Author Archives: Lisa Peet

Pocket Review: Talk by Linda Rosenkrantz

Talk Linda Rosenkrantz New York Review Books, 2015 Summer reading lists, the midyear staples of literary sites, blogs, and review pages, are necessarily the stuff of fantasy: what we will pack to read on the beach in between dips in the azure ocean, what we will take on that plane trip to exotic lands or […]

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Pocket Review: The Sunken Cathedral by Kate Walbert

The Sunken Cathedral Kate Walbert Scribner, 2015 Here is an interesting, almost Oulipean, challenge: How does one write a modern, urban novel without referencing technology? Maybe modern is the wrong word, with its connotations of sleekness and smooth surfaces. How does one write a contemporary novel, then, set in—say—New York City, without mentioning cell phones, […]

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Dreaming of a Cold and Rainy Fourth

Confession time: I’m hoping it rains tomorrow. I know, I know—that’s a terrible thing to say. People have beach plans and grilling plans and fireworks-viewing plans. Me, I have a very beloved ten-year-old dog who is absolutely terrified of anything percussive, and I live in a neighborhood of obnoxious dumbass teenagers who like to blow […]

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The PEN Literary Awards: Picking The [Under] Dog

I fully intended on going to the PEN Literary Awards last night, I really did. I RSVP’d, for one thing, and anyone who knows me knows I’m compulsively polite on that count, because the PEN people certainly must have set aside those two plastic cups of Merlot and a couple of cheese cubes with my […]

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“The Most Mundane and Human Holiday”

My relationship to New Year’s Day has changed as I’ve gotten older. It’s funny; you’d think that as a younger person I would have been more concerned with looking ahead, at all the untapped energy of those blank calendar pages. But maybe because they were so abundant I could take them for granted, I was […]

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You Don’t Tug on Superman’s Cape

I don’t imagine everyone dreams exclusively of a full-time job doing whatever it is they love best. There are probably plenty of artists who want to make art on their own terms, in their own time, thank you very much, and are happy to work at something completely unrelated in order to pay the rent. […]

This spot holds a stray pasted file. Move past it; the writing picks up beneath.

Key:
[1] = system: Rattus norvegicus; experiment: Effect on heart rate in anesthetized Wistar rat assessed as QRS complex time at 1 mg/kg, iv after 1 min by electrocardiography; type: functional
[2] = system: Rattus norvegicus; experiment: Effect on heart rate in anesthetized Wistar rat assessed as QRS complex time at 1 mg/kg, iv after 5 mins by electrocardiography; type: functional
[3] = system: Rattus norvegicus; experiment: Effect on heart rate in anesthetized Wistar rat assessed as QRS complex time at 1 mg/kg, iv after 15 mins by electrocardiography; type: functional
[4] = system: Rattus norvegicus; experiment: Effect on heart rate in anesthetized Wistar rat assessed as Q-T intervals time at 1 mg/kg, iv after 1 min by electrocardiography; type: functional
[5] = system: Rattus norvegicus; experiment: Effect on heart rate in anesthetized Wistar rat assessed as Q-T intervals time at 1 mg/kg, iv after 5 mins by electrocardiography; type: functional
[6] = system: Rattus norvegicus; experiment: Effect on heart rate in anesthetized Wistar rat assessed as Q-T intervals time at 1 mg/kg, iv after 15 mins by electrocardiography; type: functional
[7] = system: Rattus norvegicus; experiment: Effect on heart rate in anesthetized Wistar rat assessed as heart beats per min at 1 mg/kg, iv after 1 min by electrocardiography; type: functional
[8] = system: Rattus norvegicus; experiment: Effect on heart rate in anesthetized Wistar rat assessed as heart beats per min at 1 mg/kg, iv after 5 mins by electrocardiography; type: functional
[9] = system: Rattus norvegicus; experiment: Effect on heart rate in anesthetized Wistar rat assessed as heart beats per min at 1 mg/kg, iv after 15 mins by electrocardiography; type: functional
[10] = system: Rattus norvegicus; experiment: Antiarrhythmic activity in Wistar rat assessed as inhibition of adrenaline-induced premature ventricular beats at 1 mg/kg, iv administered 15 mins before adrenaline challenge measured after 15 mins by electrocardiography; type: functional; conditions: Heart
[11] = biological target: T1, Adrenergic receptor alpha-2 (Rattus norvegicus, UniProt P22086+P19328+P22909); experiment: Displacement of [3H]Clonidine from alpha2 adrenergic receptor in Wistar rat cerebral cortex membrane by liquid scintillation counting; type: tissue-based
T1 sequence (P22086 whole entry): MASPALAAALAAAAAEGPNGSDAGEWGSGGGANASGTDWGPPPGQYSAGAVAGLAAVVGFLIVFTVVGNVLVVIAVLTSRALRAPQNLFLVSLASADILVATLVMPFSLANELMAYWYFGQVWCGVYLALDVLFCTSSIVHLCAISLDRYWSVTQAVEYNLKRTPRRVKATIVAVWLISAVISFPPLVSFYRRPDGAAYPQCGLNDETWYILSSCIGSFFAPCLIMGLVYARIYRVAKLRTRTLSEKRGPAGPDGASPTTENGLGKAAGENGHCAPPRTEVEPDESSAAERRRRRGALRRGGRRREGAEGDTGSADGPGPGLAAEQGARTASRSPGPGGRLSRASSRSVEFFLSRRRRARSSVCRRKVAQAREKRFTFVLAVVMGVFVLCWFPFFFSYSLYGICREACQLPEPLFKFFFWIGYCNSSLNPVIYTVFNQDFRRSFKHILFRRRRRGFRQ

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Pocket Review: The Assassination of Margaret Thatcher by Hilary Mantel

The Assassination of Margaret Thatcher: Stories Hilary Mantel Henry Holt & Company, 2014 The worth of a book is in the reading, obviously, but there’s also a value to the conversation it creates. To the Lighthouse, Ulysses, On the Road—the aggregate comments they generated took on a life of its own. And a book doesn’t […]

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Happy Birthday, Theodore Roosevelt

Today is Dylan Thomas’s birthday, and Sylvia Plath’s, and Zadie Smith’s… the book blogosphere is practically melting from all those virtual candles. Happy birthday to those literary lights, and thanks for all the good writing. But Theodore Roosevelt was also born on this day, 156 years ago: police commissioner, governor, president, soldier, naturalist/hunter, explorer, one […]

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Fifty Scary Short Stories from Flavorwire

I am not, as a rule, a big fan of holidays—especially the ones with stuff. The thought of having to get things down from the attic and out of boxes and put them all around my house and then put them back in the boxes and take them back up to the attic in short […]

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The Birth of the Trailer

The history of book trailers dates back to the arrival of broadband Internet access and personal computers, for good reason—how else would you watch them? But there were a few outliers: TV spots for mass market blockbusters back in the early days of cable, and, apparently, some on film as well. Remember those odd shorts […]

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